Radiation polymerization in the solid phase—I. The polymerization of acrylonitrile

Radiation polymerization in the solid phase—I. The polymerization of acrylonitrile

108 I . M . BARKALOVeta/. REFERENCES 1. A. N. NESMEYANOV, R. Kh. FRErDLINA and A. B. BELYAVSI{II, Dokl. Akad. Nauk SSSR 1|2: 821, 1958 2. 8. A. PAVL...

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108

I . M . BARKALOVeta/. REFERENCES

1. A. N. NESMEYANOV, R. Kh. FRErDLINA and A. B. BELYAVSI{II, Dokl. Akad. Nauk SSSR 1|2: 821, 1958 2. 8. A. PAVLOVA, T. A. SOBOLEVA and A. P. SUPRUN, Vysokomol. soyed. 6: 122, 1964 3. T. A. SOBOLEVA, A. P. SUPRUN and G. S. KOLESNIKOV, Vysokomol. soyed. 5: 487. 1963 4. T. A. SOBOLEVA, A. P. SUPRUN and G. S. KOLESNIKOV, Vysokomol. soyed. 5: 639, 1963 5. S. Ye. BRESLER and S.~a. FRENKEL', Zh. tekh. flz. 25: 2163, 1955 6. S. R. RAFIKOV, Vysokomol. soyed. 1: 1558, 1959

R A D I A T I O N P O L Y M E R I Z A T I O N IN ~ SOLID P H A S E - - I . P O L Y M E R I Z A T I O N OF A C R Y L O N I T R I L E *

THE

I. M. BARKALOV, V. I. GOL'DANSKII, ~T. S. YENIKOLOPYAN, S. F . T E R E K H O V A and G. M. TROFIMOVA Institute of Chemioal Physics, U.S.S.R. Academy of Sciences

(Received 10 August 1962)

IN RECENT years many experimental reports have appeared, in which it is demonstrated that under the influence of penetrating radiations a high rate of polymerization can occur in the solid phase [1-4]. This problem has now acquired considerable interest both from the point of view of possible practical applications and for the development of general theoretical ideas in chemical kinetics. Underlying the usual method of investigation of the kinetics of radiation polymerization in the solid phase is the fact that the yield of polymer and rate of polymerization are determined at the end not only by the radiation itself but also by the subsequent strong heating of the monomer, which is accompanied by melting and often by phase transitions (before melting of the irradiated system). Consequently the information obtained is very inde•nite, because it is not clear whether polymerization of the given monomer occurs in the solid phase (and if so whether it is during the irradiation period or as a result of post-effects) or during the defreezing process (for example at the phase transition points, the special role of which has been shown in the interesting work of Kargin and his collaborators [5, 6])or at the melting point [7-9]. Meanwhile, in order to establish the mechanism of polymerization of any given monomer the question of when it actually occurs is of decisive importance. * Vysokomol. soyed. 6: No. 1, 92-97, 1964.

Polymerization ef acrylonitrile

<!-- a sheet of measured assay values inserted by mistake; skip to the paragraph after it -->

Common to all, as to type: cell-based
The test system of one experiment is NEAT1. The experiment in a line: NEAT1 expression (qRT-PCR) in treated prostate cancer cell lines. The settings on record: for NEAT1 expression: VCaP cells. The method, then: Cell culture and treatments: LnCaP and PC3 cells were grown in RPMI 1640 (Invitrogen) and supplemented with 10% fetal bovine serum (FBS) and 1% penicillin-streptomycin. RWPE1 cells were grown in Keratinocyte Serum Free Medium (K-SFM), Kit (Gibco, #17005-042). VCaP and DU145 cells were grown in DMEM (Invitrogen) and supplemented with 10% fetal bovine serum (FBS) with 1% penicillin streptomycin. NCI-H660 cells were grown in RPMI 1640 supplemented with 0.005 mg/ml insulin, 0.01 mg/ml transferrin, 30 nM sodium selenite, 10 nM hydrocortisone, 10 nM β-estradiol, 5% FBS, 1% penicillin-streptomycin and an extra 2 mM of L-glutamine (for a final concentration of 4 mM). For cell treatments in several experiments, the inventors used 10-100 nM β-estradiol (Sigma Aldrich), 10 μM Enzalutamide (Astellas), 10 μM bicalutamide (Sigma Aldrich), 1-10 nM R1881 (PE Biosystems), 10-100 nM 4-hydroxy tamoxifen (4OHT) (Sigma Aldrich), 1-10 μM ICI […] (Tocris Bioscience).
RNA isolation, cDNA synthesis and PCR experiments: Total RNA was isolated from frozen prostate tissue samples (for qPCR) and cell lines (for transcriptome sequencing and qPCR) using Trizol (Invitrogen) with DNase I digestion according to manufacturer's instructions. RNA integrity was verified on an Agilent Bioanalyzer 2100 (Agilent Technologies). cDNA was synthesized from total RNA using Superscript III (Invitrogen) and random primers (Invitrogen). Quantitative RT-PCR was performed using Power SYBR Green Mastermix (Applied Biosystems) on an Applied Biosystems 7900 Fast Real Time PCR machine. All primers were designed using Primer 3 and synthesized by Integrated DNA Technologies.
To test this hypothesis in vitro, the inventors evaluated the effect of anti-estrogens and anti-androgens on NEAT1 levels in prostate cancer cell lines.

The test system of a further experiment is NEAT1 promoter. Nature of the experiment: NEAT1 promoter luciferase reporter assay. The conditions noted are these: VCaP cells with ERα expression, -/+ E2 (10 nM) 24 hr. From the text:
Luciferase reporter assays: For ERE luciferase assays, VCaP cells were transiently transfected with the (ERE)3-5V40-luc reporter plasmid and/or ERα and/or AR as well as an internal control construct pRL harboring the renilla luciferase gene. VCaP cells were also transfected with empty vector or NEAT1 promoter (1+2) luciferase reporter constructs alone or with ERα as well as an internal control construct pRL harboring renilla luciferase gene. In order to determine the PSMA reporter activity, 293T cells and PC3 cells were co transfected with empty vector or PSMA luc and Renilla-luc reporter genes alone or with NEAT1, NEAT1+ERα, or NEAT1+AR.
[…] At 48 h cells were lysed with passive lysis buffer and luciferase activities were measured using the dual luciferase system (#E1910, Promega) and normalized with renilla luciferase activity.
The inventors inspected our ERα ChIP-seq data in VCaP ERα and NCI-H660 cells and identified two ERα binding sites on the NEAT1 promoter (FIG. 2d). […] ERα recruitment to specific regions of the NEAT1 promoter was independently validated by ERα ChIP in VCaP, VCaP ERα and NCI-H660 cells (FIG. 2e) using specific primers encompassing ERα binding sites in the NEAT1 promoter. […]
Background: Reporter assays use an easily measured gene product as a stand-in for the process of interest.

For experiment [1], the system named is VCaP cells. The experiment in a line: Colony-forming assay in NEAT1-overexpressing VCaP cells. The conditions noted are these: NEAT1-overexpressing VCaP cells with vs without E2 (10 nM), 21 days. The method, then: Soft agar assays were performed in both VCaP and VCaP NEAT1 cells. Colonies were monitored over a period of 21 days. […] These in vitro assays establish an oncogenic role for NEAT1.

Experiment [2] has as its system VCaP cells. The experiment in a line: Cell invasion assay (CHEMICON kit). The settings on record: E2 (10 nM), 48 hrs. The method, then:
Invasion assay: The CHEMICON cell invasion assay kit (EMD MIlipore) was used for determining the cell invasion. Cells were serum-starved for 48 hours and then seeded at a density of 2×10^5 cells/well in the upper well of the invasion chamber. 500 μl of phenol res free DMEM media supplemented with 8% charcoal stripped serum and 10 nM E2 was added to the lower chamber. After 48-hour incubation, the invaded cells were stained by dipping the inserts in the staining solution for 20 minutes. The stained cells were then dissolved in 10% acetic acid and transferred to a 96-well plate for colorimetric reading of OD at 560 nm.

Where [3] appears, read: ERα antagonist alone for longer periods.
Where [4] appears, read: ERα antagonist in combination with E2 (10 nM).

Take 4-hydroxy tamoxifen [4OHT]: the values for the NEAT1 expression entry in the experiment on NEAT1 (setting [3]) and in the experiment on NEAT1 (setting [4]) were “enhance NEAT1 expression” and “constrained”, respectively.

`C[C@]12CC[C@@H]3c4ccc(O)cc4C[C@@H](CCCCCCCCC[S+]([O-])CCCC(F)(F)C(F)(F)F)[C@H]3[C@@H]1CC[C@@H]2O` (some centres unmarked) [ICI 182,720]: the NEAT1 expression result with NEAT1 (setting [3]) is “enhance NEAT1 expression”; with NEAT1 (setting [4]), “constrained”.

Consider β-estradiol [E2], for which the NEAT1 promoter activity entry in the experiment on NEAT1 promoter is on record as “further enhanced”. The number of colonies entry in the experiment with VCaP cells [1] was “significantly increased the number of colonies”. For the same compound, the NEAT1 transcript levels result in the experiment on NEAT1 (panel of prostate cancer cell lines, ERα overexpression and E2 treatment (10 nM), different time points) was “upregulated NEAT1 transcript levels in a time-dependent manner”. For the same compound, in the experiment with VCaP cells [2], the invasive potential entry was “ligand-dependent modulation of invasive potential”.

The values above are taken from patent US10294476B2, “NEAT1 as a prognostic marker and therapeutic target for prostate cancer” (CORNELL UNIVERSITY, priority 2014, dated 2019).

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W i t h this in m i n d we h a v e u n d e r t a k e n a detailed i n v e s t i g a t i o n o f t h e solidphase, r a d i a t i o n p o l y m e r i z a t i o n o f a n u m b e r o f m o n o m e r s , including a s t u d y o f t h e t e m p e r a t u r e d e p e n d e n c e o f t h e initial r a t e of p o l y m e r i z a t i o n , calorimetric m e a s u r e m e n t s o f t h e e v o l u t i o n (absorption) o f h e a t d u r i n g defreezing o f t h e i r r a d i a t e d m o n o m e r s , o b s e r v a t i o n o f E S R signals (during a n d after irradiation) t h e kinetics of p o s t - p o l y m e r i z a t i o n a n d d e t e r m i u a t i o n of t h e molecular weights o f t h e polymers. T h e r a d i a t i o n p o l y m e r i z a t i o n o f acrylonitrile (AN) (m.p. m 8 2 °, b.p. 78.5 °) has been studied. I t has been s h o w n b y Bensasson a n d M a r x [10] a n d b y Sobue a n d T a b a t a [11] t h a t this occurs efficiently in t h e solid phase. EXPERIMENTAL The polymerization of AN was initiated by high-speed electrons of energy 1.6 Me¥, accelerated in the accelerator of the Institute of Chemical Physics of the U.S.S.R. Academy of Sciences. The monomer was first dried and distilled through a fractionating column, degassed under vacuum and distilled over into special irradiation cells [12]. Irradiation was carried out in an automatic cassette (holding eight cells) which enabled the cells to be transferred by remote control under the beam (without switching off the latter). Thermostatic control in the temperature region from --86 ° to --196 ° was attained within ± 2 ° by means of the vapour from liquid nitrogen, and within ±0.5 ° in the region from --36 ° to 0 ° by means of an alcohol thermostat. After irradiation the cells were heated rapidly to room temperature. I t was found that the addition of a solution of an inhibitor (hydroquinone) has no effect on the yield of polymer, consequently in subsequent work no inh{bitor was added. The yield of polymer was determined by evaporating a weighed quantity of irradiated monomer to constant weight/n vacuo. The relative radiation dosage was determined from the electron current on a thin foil placed in front of the cell. The absolute dose rate was measured by means of an ionization chamber and a ferrous sulphate dosimeter [18]. The dose rate in different experiments was varied between 0.2 and 10 Mrs~/mln~ I n order to determine whether polymerization occurs in the solid phase or during defreezing, a dlathermal calorimeter was designed and used [14]. The monomer was irradiated directly in the cell of the calorimeter. The specimen was then lmfrozen and by means of an EPP-09 automatic recorder a simultaneous recording was made of the temperature of the specimen and of the temperature drop between the inner and outer walls of the aliathermal jacket (by means of a battery of differential thermooouples), which is.proportional to the heat flow. This apparatus enabled heat effects in the region of 10-40 oal/g to be me. asurod with a precision of -4-1 cal/g. The kinetics of the formation of active oe~tres during irradiation of AN at various temperatures were studied by the ESR method. Theas me~urements were made in the apparatus described in reference [15] in collaboration with Y. N. Shamshev, to whom the authors express their sincere gratitude. For the study of the kinetics of post.polymerization the irradiated specimens were kept for eho~n periods of time in a eryostat (preeim'on of temperature control -4-2°), were the~ rapidly unfrozen and the yield of polymer was determined. The intrinsic viscosity of each sample of polymer was determined (in dimethylform~mlde) and the molecular weight was calculated from the fermula [~]=2.43 x 10-4 (1~)°'vs [16]. RESULTS R a t e curves for t h e p o l y m e r i z a t i o n o f A N in the liquid a n d solid phases are s h o w n in Fig.. 1. I n t h e liquid p h a s e the r a t e o f p o l y m e r i z a t i o n decreases with decrease in t e m p e r a t u r e , a n d close t o t h e m e l t i n g p o i n t ( m 7 5 °) t h e r a t e is practi-